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Basic types for things in EDF

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I've added a "basictype" field to the EDF thingtype definition that allows you to specify, well, the basic type of the thing. What this means is that its flag values and possibly some other fields are set for you behind your back based on defaults that are stored inside the game engine. This has a serious advantage in that if what it takes to remain being a member of that basictype class changes between versions of the Eternity Engine due to addition of new flags, your thingtypes will automatically update themselves. An example of this is the new PASSMOBJ field. All monsters *should* have this field now, but EE can't know whether you want it on your old monsters without forcing ALL monsters to have it, and I can't do that. With this new feature, if your thing type used "basictype = Monster", then that flag would have been added automatically.

Here are the currently existing basictype classes, all 17 of them. I am posting this mostly to solicit user ideas for further classes. Each class currently only uses 16 bytes of memory so I'm not worried about adding lots of classes.


I figure some variations are not worth having a basictype for -- for example, an item that doesn't appear in Deathmatch. This is because it's simple enough to use "addflags = NOTDMATCH" after specifying the basictype. So far the only classes that do anything other than setting flags values are ControlPoint and ControlPointGrav, which set the thing's spawnstate to S_TNT1 if that state exists. But, I'll accept any suggestions that people feel would be useful.

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What to do when I define something as a "monster" basetype, but which (unlike "monster"s) is not allowed to activate walk-over triggers? Or in other words, what if somebody wants to make a basetype Thing "A" which actually lacks/adds a certain flag you consider to be (not) a part of the that basetype definition? Will the customisation overwrite it anyway? Or will the basetype flags prevail? What if this situation happens with a flag that was not invented yet when a certain mod was released?

I know you want to avoid situations where you add a new flag (like spacmonster or what was it again) that would potentially break existing EDF mods because they would lack the new flag... but the other way around is also possible... you add a flag to a basetype which breaks existing mods that use that basetype.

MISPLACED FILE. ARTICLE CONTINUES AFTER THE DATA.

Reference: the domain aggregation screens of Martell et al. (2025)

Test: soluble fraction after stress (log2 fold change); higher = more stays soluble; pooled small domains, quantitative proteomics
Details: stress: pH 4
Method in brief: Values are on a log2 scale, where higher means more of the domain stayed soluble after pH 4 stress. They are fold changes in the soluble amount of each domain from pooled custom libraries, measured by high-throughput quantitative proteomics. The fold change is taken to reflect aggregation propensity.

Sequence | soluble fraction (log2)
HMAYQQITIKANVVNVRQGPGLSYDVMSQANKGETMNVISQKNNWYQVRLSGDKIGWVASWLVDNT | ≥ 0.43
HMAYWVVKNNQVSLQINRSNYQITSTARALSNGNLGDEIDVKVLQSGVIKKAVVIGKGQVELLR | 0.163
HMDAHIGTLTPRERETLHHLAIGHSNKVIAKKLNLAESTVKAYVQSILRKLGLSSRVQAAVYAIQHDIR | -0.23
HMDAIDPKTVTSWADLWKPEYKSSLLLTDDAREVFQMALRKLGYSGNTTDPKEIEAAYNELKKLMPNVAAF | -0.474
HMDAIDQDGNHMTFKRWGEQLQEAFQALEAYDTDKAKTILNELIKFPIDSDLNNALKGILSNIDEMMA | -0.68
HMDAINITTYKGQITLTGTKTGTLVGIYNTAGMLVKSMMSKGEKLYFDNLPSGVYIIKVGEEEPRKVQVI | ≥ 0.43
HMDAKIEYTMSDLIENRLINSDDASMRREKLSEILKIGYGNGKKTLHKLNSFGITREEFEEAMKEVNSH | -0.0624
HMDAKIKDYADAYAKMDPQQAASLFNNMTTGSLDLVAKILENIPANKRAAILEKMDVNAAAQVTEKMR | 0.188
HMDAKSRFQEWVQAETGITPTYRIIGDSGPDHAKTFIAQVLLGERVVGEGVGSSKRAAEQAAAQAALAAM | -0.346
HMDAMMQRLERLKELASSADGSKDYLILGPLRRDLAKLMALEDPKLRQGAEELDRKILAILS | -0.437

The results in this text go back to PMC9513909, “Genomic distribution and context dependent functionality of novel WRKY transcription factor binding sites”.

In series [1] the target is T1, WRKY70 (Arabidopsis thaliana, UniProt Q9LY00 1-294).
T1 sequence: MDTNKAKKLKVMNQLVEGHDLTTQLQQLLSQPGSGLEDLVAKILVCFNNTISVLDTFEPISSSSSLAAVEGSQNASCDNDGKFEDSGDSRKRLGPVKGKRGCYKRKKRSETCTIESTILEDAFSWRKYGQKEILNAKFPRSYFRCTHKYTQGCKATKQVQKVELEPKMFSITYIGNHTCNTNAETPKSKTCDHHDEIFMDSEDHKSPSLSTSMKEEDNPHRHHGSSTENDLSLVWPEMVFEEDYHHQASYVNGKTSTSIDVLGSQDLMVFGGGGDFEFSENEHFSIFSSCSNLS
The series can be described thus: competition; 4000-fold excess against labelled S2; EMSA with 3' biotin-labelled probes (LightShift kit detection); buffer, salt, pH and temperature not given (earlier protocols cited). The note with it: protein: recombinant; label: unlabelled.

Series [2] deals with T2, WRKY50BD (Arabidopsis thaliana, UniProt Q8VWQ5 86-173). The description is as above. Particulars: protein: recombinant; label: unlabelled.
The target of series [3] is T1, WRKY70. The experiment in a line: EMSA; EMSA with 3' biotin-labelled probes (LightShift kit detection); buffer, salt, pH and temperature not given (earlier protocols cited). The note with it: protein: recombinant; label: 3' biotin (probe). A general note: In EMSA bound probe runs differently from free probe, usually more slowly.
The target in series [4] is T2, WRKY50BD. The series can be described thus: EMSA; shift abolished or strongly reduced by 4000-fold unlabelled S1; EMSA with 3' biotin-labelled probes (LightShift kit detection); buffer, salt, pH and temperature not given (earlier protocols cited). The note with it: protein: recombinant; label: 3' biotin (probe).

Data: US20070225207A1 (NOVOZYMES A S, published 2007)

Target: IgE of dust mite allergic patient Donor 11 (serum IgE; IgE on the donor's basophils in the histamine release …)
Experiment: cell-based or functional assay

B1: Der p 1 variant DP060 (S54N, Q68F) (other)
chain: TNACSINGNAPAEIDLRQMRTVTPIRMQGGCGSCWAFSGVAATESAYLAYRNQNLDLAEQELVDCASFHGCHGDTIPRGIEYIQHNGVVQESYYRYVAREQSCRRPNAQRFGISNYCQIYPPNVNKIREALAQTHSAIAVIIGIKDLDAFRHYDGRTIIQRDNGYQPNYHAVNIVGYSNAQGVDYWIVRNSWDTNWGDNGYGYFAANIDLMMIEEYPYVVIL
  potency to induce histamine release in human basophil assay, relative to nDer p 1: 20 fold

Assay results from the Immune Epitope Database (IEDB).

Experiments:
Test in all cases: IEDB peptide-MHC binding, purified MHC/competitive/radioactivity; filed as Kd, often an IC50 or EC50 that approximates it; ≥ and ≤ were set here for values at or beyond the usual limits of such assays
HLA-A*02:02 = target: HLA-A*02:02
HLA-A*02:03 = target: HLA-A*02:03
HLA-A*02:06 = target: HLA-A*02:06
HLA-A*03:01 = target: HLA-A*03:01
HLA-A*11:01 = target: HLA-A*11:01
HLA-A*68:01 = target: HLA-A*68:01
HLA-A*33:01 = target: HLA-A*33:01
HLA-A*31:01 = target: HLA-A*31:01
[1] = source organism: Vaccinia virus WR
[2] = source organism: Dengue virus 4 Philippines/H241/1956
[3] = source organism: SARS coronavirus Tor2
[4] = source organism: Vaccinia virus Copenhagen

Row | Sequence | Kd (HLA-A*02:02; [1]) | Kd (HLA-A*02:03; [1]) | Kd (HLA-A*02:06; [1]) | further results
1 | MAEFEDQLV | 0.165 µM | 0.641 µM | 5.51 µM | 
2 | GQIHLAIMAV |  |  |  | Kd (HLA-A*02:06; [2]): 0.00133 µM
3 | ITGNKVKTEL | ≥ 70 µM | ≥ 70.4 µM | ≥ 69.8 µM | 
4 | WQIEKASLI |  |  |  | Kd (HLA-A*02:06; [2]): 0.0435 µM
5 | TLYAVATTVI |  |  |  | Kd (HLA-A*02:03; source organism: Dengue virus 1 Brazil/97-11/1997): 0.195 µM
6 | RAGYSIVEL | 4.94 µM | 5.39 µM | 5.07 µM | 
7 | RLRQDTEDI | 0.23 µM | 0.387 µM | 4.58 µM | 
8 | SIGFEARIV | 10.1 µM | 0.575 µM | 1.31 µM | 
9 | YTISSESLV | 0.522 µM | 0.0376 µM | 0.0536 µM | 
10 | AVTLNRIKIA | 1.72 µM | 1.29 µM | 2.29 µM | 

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I think you should use a general purpose inheritance scheme, where the base types are defined using EDF as well. When an EDF definition does not explicitly set a field or flag, look in the parent. (The actual implementation might be: copy parent data into child before parsing, and during parsing only set the fields/flags which are given).

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addflags/remflags take precedence over any flags that are from the basictype. So if you do "basictype = Monster; remflags = SPACMONSTER" you have what is a Monster but doesn't have the ability to activate parameterized (Hexen-style) monster linedefs.

Flags are rarely added that affect compatibility in this manner. This is, in fact, the first time I've added a flag that has a large impact on backward compatibility for EDF patches, and I intend to avoid it in the future whenever possible.

Ajapted: EDF does already have a general inheritance scheme. The problem is I don't want these useless, "virtual" thing types in the mobjinfo itself, so I make it separate from inheritance. This also has the advantage of having a multiple-inheritance-like effect, as you can do this:

thingtype FlyingImp
   inherits = DoomImp
   basictype = FlyingMonster
The resulting thingtype behaves identically to the normal Imp but flies. If this were strictly reliant on inheritance, you'd have to modify DoomImp's basictype in order to change the effect it has on inheritance, or simply specify the flags manually like you have to right now.

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OK I understand now what you are doing: this 'basictype' keyword is simply a short-hand way of setting a bunch of other fields/flags. Almost like a C/C++ macro, but the definition is hard-coded.

I don't know much about EDF, but this seems like the wrong approach to me (rather confusing). With inheritance you can do something like this: provide these base types as standard EDF entries (in your eternity.wad or wherever), and encourage everyone to inherit from them. For example:

thingtype std_Monster { ... }

thingtype DoomImp
  inherits = std_Monster
That still achieves what you wanted: the base types can be updated to reflect engine changes, and anything using them will automatically get the benefit.

I guess I don't like hard-coded stuff, which then needs to be documented. Keeping those bits in EDF makes it self-documenting.

My two cents anyway :).

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There is only single inheritance, though. You cannot inherit from both a "virtual" type and a normal type, so following your suggestion would make the FlyingImp example impossible, and unnecessarily so.

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